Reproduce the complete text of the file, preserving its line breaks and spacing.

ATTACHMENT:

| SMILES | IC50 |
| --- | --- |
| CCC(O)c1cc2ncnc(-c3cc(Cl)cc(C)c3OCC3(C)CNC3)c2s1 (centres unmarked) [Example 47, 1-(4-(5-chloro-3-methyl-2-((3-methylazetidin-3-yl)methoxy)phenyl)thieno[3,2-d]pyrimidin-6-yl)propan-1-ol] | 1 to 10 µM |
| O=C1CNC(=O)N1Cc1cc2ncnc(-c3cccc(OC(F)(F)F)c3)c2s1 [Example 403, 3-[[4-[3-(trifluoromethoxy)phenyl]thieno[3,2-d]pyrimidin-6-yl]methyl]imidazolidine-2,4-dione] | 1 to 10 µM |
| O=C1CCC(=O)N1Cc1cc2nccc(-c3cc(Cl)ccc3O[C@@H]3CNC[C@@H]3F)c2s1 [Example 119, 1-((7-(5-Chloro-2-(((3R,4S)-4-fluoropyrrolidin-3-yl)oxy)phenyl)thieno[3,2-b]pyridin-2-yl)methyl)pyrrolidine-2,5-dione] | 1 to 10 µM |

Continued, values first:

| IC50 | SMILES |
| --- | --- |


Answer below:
| SMILES | IC50 |
| --- | --- |
| CCC(O)c1cc2ncnc(-c3cc(Cl)cc(C)c3OCC3(C)CNC3)c2s1 (centres unmarked) [Example 47, 1-(4-(5-chloro-3-methyl-2-((3-methylazetidin-3-yl)methoxy)phenyl)thieno[3,2-d]pyrimidin-6-yl)propan-1-ol] | 1 to 10 µM |
| O=C1CNC(=O)N1Cc1cc2ncnc(-c3cccc(OC(F)(F)F)c3)c2s1 [Example 403, 3-[[4-[3-(trifluoromethoxy)phenyl]thieno[3,2-d]pyrimidin-6-yl]methyl]imidazolidine-2,4-dione] | 1 to 10 µM |
| O=C1CCC(=O)N1Cc1cc2nccc(-c3cc(Cl)ccc3O[C@@H]3CNC[C@@H]3F)c2s1 [Example 119, 1-((7-(5-Chloro-2-(((3R,4S)-4-fluoropyrrolidin-3-yl)oxy)phenyl)thieno[3,2-b]pyridin-2-yl)methyl)pyrrolidine-2,5-dione] | 1 to 10 µM |

Continued, values first:

| IC50 | SMILES |
| --- | --- |